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White House


The White House Correspondents' Association Pool Reports Collection is an initiative achieved through a partnership of the University of Maryland Philip Merrill College of Journalism and the University Libraries with the White House Correspondents' Association (WHCA).

The partners have developed this web-based digital archive of pool reports to provide a collection that is accessible and searchable by journalists, academic researchers, and members of the general public. The collection is a resource for all who are interested in journalism and U.S. presidential history.

This collection is comprised of email pool reports created while covering the U.S. President and Vice-President from June 27, 2020 through January 31, 2021. At the request of WHCA, these reports have been lightly redacted to remove personal information. Redacted elements include email addresses, phone numbers, and physical addresses. Social media handles and addresses have been retained. Born-digital pool reports disseminated as emails continue to be collected and are added periodically.  The most recent batch is called the Insurrection Files, as they cover the period of November 1, 2020 through January 31, 2021.

Digital aggregation of, indexing, and access to the WHCA Pool Reports collection from the University of Maryland Libraries are provided for educational, research, and journalistic purposes, under a license granted by the WHCA and by way of an assertion of fair use (17 U.S.C. 107). Written permission from the copyright owners and any other rights holders, as applicable, must be obtained for reuse of the WHCA Pool Reports content that extends beyond fair use or journalistic purposes. Individuals and organizations may contact the UMD Libraries with inquiries or comments about this collection. 

Things White House Pool

The WHCA was founded in 1914 during the first Wilson Administration, as a response to both a perceived need to “professionalize” the White House Press Corps by controlling access to press conferences, and as a strategic move during a journalistic “turf war” with the White House reporters’ Capitol Hill colleagues.

The first true Presidential Press Conferences – as we understand the term today -- had only begun the previous year, after Woodrow Wilson’s inauguration as the 28th President in March of 1913.  All proceeded amicably between President and Press until July 21, 1913, when a question on the violence then taking place in revolutionary Mexico led to an off-hand (and presumably off-the-record) remark by Wilson on the instability of the Mexican government.  When Wilson’s comment turned up in one of the New York afternoon papers, both he and his advisers were furious, with the President threatening to cancel all Press Conferences going forward.  Before the day had ended Wilson had received an apology from the editor of the paper in question, along with an unexpected letter from another quarter.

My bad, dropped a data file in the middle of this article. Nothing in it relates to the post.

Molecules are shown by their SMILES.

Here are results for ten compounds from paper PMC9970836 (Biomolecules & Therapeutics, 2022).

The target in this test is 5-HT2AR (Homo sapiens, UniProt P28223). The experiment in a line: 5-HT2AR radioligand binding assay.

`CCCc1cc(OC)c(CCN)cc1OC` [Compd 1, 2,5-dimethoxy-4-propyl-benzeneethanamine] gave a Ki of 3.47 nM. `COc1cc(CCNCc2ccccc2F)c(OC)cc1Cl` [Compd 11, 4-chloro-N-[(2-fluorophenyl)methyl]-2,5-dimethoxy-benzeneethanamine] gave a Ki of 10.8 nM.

On Capitol Hill, the Standing Committee of Correspondents, which still controls access to the House and Senate Press Galleries today, saw an opportunity to bring the White House Press Corps under its jurisdiction.  A letter was quickly written apologizing to the President for the behavior of their colleagues and proposing new rules for Press Conferences.  The President acquiesced, and things again went along amicably as they had before.  In fact, the Press Conferences were quite popular, with attendance actually increasing over the next several months.  

Then on January 29, 1914, Wilson again felt his trust in the Press abused. That day, it became apparent that the swelling numbers of reporters at these events included not a few “tipsters” in the employ of stockbrokers, looking for any information that might affect the markets, as well as freelancers and stringers for dubious publications, and outright “phonies” who had lied about their credentials in order to see the President.  Wilson again threatened to stop holding Press Conferences unless the Press could do a better job policing themselves. 

The Standing Committee of Correspondents seemed eager to expand their role and begin vetting attendees, but this time the White House Correspondents were better prepared.  They had met and composed a charter for a new organization empowered to both enforce rules of professionalism and decorum and to better regulate who would be admitted to these events.  They called it the White House Correspondents’ Association, and on February 25, 1914 the charter was duly signed by President Wilson and witnessed by his personal secretary, bringing this important organization to life. Ironically, after the winding road that led to its creation, unforeseen circumstances almost led to an early end for the WHCA.